In a month where Kentucky has received a lot of negative attention regarding Kim Davis, the Rowan County Clerk who has refused to issue marriage licensees to same sex couples, few Kentucky Republican politicians have stepped up to say anything against Davis’ decision. But when I asked State Senator Julie Raque Adams whether or not a state employee should be allowed to refuse parts of their job based on religious freedom she eagerly replied.
“As a state employee, it’s, she has to uphold the constitution and you know, needs to do her job or allow someone else in the office to do the job. And thankfully I think that that is the result that’s now happened,” she says. “It’s a shame that we’ve had to go through everything that we’ve gone through in order to get there.”
At 5’11’ Julie, she asked me to call her by her first name, is a towering figure. She’s bold, pragmatic, and doesn’t always tow the party line. She’s willing to work with Democrats, a rarity in today's partisan political climate.
This year she co-sponsored a bill to make Kentucky’s public spaces smoke free, even though her Republican colleagues in the Senate ultimately killed the bill. (2) Julie spoke out about the need to improve Kentucky’s health, ‘claiming that the numbers are too dramatic’ (1) when it came to Kentucky’s ranking in tobacco related illnesses. Kentucky ranks first in rates of lung cancer and second for heart disease, and has the greatest number of smokers nationwide, hovering at around 30 percent. (1)
Back in 2014, when Julie decided to run for the open Senate seat vacated by Sen. Julie Denton, the Courier Journal endorsed her, stating that she was the most qualified candidate and worked well with others. (3) She told me that this is just how she was raised.
“I always tell people, whether it was right or wrong, it's kinda how I was raised up in a legislative sense,” she says. “When I was on the city council, I was in the minority, and so I had to make friends in order to get anything done. When I was in the house, I was also in the minority and so I needed to make friends and be a collaborator in order to get anything done for my district.”
It is just this sort of political style that has allowed Julie to rise quickly through the political ranks. A graduate of Saint Mary’s College, Notre Dame and George Washington University, she has worked for both Senator Mitch McConnell and former Congresswoman Anne Northup. Although she’s always had an interest in politics, Julie says that she never had a master plan. Her first run for office was for Louisville Metro Council because she wanted to put a stop sign in her neighborhood and felt no one was listening to her.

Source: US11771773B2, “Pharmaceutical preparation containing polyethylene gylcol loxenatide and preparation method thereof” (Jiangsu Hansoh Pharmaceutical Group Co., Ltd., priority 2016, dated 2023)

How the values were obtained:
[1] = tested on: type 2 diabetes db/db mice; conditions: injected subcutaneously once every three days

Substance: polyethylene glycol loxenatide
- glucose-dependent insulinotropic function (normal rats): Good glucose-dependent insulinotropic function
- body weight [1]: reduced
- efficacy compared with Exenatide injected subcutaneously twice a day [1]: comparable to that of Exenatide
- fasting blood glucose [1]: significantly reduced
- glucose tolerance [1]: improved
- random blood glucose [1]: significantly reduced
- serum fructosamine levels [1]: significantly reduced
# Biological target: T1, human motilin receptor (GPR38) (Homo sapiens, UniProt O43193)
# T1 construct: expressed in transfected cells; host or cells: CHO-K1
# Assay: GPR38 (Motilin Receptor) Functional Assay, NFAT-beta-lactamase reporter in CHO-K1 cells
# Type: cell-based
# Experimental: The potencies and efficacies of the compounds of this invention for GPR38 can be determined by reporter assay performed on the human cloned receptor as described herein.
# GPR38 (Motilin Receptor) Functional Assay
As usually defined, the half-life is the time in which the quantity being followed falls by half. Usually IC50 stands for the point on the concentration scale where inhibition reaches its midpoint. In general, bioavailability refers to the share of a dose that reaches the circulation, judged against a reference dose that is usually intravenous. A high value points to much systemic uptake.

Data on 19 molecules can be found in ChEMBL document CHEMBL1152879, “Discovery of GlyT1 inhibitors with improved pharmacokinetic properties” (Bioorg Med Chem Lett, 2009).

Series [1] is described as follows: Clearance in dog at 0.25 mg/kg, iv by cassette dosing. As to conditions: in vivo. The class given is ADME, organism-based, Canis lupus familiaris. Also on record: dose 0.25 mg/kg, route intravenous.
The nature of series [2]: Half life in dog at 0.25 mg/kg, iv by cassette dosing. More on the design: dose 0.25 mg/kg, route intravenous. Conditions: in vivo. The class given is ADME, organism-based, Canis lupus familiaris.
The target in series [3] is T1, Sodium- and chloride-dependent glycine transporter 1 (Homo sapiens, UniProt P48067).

“I had a big bee in my bonnet about getting a stop sign on my street and it was kind of the impetus. I really wanted to have a stop sign, cause I had young kids and I wanted to keep them safe,“ she says. “So I told [my husband] nobody’s listening to me and I really want this and I’m thinking about running metro council and he said ‘okay’. He said we’ll have to make a few adjustments, but he said 'I’m in.'”
Throughout our interview Julie consistently repeats how important it is to her to be a wife and mother. She attributes all of her success to the support of her husband and two sons and that her political career has always coincided with what is best for her family.
“What has happened as I’ve evolved in politics over the years is that I’ve done the jobs that have been right for my family at the time,” she says. “And when I first ran for city council it was perfect because most of those responsibilities were in the evening and so I was able to take care of my kids during the day and almost tag team my husband in the evening. So he would get home from work and then I would go down to city hall and kind of take care of those responsibilities. But as the kids got older and I needed to be home in the evenings I thought well, maybe I’ll run for state rep because that’s a job that’s primarily during the day.”
Although Julie wouldn’t say she's a feminist, so much of her personality exudes feminist principals that it's hard not to define her as one. She believes in equality and that women can do whatever they put their minds to.
“I think that women should be treated like men and we should all go through life as equals,” she says.
When she was in graduate school she actually initiated the conversation with her now husband that led to him asking her out. Not one to be shy, she approached him by asking if he’d ever consider going out with a tall girl. He obviously said yes.
Julie recognizes that it’s different for women when running for office. She doesn’t run from questions about her gender and actually enjoys talking about some of the egregious questions she’s been asked over the years.